Word of the Day: Axon

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Picture of an axon

You may remember hearing something about neurons in biology, but what about today’s word of the day: axon?

Neurons are nerve cells in the brain that communicate with each other 24/7 to control everything we do, think, and feel. The axon is the long, tunnel-like part of the neuron (see picture) that steers messages from the cell to other nerve cells or body tissues, such as muscles.

Since the axon’s only job is to transmit messages from point A to point B, it can focus on doing it fast. For this reason, many axons are lined with a fatty material called myelin, which helps the message glide through the axon quickly. Prolonged drug use can damage the axon or the myelin, causing noticeable changes in a person’s behavior over time.

For example, scientists have discovered that abusing certain drugs on a long-term basis—like inhaling fumes or markers—can eat away at myelin. Without its protective myelin lining, the axon itself is more vulnerable to harm. An axon that is damaged or is missing myelin cannot transmit messages as well to other nerve cells, if at all. For someone with damaged axons, this can mean muscle spasms, tremors or difficulty with basic motor skills, like walking, bending, or talking.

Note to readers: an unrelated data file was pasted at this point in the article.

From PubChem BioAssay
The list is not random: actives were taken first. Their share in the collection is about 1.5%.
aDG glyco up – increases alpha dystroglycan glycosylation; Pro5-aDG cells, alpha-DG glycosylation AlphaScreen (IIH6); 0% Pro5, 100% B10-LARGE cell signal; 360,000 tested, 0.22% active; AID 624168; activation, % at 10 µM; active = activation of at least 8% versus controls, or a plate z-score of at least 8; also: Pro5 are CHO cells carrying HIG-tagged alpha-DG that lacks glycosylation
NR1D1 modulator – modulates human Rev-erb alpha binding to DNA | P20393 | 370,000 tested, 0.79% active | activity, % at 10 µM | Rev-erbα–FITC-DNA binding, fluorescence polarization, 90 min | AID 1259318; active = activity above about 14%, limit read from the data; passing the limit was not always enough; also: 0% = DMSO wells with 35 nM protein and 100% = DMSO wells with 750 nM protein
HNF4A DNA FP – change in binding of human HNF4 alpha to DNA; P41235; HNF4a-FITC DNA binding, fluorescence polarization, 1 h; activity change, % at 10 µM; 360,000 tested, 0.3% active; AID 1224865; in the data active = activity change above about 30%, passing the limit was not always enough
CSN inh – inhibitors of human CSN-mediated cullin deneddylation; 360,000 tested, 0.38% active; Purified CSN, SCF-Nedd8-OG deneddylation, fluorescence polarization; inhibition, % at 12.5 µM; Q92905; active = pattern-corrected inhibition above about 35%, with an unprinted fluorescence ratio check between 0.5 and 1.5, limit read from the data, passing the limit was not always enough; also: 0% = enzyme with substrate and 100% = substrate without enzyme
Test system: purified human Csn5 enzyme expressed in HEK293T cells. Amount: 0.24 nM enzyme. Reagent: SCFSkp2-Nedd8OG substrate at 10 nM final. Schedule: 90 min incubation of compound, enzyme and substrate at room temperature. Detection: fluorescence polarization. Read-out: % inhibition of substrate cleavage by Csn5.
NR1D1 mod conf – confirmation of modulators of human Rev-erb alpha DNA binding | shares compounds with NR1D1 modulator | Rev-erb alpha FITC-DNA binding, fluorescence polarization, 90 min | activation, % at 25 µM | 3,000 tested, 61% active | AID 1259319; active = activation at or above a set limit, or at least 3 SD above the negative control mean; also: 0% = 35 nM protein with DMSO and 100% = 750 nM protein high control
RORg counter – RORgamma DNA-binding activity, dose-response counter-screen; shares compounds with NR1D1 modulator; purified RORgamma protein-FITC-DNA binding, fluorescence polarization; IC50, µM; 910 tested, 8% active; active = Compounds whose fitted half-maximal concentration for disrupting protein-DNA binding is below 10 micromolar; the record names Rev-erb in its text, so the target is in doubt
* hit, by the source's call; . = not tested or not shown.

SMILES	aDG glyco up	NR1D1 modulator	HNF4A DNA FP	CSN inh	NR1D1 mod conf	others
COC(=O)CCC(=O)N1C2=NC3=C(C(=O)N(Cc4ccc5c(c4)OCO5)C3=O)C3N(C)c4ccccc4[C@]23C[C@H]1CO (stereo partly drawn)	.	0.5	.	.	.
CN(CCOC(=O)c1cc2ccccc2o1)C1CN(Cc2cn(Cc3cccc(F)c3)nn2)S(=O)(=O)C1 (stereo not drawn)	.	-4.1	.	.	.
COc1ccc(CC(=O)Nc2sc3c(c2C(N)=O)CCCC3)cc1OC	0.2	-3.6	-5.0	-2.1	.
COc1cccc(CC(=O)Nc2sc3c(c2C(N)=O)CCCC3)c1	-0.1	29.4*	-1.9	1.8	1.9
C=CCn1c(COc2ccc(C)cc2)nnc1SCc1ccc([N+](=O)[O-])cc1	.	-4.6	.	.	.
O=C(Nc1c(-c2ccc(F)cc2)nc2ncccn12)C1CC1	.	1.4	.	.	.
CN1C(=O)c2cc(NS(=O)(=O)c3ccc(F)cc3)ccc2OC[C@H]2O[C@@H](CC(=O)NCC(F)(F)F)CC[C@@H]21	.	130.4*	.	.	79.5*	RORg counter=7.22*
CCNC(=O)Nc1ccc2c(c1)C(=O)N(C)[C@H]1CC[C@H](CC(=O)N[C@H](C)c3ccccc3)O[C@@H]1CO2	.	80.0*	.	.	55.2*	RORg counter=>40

More info is available on the NIDA for Teens’ Web site about axons and their role in the brain’s communication system, as well as inhalants and their effects on the body.

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